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FRI0136 Transition time to osteoporosis in patients with rheumatoid arthritis
  1. H. J. Kim1,
  2. J. Hwang1,
  3. J. K. Ahn2,
  4. E.-J. Park1,
  5. H.-S. Cha1,
  6. E.-M. Koh1,
  7. J. Lee1
  1. 1Department of Medicine, Samsung Medical Center, Sungkyunkwan University School of Medicine
  2. 2Department of Medicine, Kangbuk Samsung hospital, Sungkyunkwan University School of Medicine, Seoul, Korea, Republic Of

Abstract

Background Rheumatoid arthritis (RA) is an independent risk factor for osteoporosis. Although bone mineral density (BMD) testing is routinely performed in patients with RA, the optimal interval between BMD tests remains undetermined.

Objectives The aim of this study was to evaluate the transition time to osteoporosis in RA patients with normal BMD and in those with osteopenia at baseline, and to estimate the optimal BMD testing interval.

Methods We retrospectively analyzed 548 consecutive RA patients at a single tertiary hospital who underwent BMD testing on two or more occasions during October 1994 and December 2011. Patients were sorted into 5 groups; normal baseline BMD (T score, -1.00 or higher), mild osteopenia (T score, -1.01 to -1.49), moderate osteopenia (T score, -1.50 to -1.99), severe osteopenia (T score, -2.00 to -2.49) or osteoporosis (T score -2.50 or lower). The transition time to osteoporosis was defined as the estimated time for 10% of patients to make the transition to osteoporosis from normal BMD or from each subgroup of osteopenia. Risk factors for osteoporosis on initial BMD test were also assessed.

Results Patients were mostly women (96.4%) and the mean age was 55.6 ± 10.6 years. The mean follow-up duration of RA was 8.8 ± 4.3 years. At initial visit, 9.1% of patients had a past history of steroid use for diseases other than RA. Rheumatoid factor was positive in 330 of 531 patients (62.1%) and anti-CCP antibodies in 138 of 206 patients (67%). The mean duration between the initial visit and the first BMD screening was 32.7 ± 40.2 months and the prevalence of osteoporosis was 31.7% at screening (95% confidence interval (CI) 27.6 to 36.1). Estimated transition time to osteoporosis was 72 months (95% CI 36 to 90) for patients with normal BMD, 62 months (95% CI 28 to 126) for patients with mild osteopenia, 34 months (95% CI 16 to 60) for patients with moderate osteopenia, and 17 months (95% CI 10 to 21) for patients with severe osteopenia. The adjusted odds ratio (OR) for osteoporosis at initial BMD testing was high for older age (OR 1.066, 95% CI 1.029 to 1.105, p < 0.0001), past steroid use (OR 2.033, 95% CI 1.174 to 3.520, p = 0.0159), and current steroid use (OR 3.987, 95% CI 2.092 to 7.597, p < 0.0001).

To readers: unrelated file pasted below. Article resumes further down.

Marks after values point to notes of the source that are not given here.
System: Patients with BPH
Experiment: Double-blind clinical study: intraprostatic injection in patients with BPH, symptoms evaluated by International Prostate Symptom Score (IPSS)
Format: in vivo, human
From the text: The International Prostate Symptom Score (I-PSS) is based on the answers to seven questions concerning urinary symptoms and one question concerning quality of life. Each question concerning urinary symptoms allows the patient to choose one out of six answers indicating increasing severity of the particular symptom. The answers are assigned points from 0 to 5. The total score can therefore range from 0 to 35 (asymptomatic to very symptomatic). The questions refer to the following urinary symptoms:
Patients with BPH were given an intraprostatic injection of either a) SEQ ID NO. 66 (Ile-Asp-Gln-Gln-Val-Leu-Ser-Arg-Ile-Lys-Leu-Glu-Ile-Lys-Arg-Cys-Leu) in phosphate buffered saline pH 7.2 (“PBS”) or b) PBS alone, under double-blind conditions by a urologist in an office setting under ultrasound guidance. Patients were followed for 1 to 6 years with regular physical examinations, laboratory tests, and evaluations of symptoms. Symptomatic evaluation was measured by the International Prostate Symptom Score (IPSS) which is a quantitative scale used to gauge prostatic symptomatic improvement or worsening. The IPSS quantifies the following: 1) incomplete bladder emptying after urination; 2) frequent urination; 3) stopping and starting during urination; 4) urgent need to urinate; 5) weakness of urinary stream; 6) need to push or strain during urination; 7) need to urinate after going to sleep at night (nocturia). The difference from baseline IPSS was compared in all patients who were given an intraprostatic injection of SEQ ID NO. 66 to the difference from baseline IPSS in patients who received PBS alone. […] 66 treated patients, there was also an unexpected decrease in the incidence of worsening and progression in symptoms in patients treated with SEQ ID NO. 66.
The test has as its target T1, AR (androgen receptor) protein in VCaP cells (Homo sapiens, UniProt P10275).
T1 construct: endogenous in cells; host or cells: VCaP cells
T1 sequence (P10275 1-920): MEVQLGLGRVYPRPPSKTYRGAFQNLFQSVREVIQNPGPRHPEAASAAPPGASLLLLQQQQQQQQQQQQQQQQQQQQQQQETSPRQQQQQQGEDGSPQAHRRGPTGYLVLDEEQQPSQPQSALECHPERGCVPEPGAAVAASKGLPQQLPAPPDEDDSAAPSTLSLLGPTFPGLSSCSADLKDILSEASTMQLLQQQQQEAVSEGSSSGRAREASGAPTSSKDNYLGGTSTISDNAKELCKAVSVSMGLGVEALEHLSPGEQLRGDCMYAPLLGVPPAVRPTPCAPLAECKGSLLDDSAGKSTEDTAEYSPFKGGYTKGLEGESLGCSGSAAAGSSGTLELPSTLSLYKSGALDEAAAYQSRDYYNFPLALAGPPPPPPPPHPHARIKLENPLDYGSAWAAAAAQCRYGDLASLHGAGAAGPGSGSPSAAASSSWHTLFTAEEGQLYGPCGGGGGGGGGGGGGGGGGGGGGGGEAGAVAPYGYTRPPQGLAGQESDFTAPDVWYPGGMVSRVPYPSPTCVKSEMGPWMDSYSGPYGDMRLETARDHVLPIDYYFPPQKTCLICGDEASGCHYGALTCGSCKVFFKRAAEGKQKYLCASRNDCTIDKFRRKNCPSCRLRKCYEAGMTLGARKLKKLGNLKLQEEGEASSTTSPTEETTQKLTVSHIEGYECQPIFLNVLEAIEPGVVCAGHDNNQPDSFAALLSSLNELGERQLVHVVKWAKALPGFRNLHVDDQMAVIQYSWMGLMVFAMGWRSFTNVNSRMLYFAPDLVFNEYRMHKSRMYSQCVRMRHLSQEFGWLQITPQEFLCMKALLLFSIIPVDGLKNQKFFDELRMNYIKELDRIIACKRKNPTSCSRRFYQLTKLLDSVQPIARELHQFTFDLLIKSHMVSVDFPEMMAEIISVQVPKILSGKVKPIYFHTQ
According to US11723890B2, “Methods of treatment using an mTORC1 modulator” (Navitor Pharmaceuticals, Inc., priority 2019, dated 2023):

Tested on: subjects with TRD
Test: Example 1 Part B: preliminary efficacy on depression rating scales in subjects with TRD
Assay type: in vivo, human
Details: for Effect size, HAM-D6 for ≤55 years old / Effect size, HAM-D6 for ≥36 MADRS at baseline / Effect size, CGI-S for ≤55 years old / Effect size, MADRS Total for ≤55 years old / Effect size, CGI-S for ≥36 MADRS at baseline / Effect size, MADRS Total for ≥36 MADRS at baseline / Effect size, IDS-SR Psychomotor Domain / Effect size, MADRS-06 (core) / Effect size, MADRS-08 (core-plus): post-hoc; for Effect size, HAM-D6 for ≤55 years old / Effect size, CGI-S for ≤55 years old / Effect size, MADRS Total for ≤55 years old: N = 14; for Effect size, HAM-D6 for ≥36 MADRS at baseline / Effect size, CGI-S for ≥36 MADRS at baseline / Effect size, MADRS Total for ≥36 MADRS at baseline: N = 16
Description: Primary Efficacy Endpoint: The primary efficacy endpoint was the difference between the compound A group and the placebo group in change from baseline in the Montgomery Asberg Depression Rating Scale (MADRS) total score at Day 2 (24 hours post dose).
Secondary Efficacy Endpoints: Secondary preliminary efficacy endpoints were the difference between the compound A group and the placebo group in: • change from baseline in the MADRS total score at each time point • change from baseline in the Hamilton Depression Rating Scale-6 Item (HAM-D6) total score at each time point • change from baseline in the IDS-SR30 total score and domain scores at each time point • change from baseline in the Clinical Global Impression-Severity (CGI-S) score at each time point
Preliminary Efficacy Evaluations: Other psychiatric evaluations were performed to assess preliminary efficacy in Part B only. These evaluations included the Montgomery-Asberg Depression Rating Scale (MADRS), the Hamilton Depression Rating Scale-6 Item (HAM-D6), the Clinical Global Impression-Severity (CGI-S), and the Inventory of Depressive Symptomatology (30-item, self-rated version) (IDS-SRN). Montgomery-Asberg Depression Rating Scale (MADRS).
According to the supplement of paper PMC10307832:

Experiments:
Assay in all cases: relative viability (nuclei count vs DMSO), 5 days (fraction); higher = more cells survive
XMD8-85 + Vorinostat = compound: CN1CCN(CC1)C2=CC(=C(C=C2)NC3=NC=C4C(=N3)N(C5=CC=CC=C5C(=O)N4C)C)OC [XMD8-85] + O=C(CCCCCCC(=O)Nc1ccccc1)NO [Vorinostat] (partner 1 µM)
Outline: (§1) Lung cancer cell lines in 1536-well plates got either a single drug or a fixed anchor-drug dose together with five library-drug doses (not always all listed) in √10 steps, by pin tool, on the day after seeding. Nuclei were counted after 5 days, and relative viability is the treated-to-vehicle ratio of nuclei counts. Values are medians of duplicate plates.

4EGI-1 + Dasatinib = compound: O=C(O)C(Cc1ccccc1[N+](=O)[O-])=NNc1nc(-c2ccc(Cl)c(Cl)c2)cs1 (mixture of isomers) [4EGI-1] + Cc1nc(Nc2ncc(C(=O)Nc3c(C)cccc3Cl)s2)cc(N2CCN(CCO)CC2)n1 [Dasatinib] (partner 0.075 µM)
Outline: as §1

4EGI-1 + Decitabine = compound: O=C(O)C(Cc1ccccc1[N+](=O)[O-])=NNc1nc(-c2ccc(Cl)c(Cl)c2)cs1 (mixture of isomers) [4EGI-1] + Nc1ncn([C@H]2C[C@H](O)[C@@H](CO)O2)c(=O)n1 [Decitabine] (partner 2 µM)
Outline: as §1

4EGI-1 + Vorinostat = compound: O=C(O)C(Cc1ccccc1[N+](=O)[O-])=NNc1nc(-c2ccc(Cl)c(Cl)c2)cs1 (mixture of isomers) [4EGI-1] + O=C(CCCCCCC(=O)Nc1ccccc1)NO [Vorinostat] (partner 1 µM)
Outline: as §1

Conclusions Our data indicate that osteoporosis would develop in less than 10% of RA patients within 6 years for patients with normal bone density, 5 years for patients with mild osteopenia, 2.5 years for patient with moderate osteopenia, and 1 year for patients with advanced osteopenia at baseline. Therefore, the interval for rescreening BMD testing should be adjusted based on the initial BMD result in patients with RA.

Disclosure of Interest None Declared

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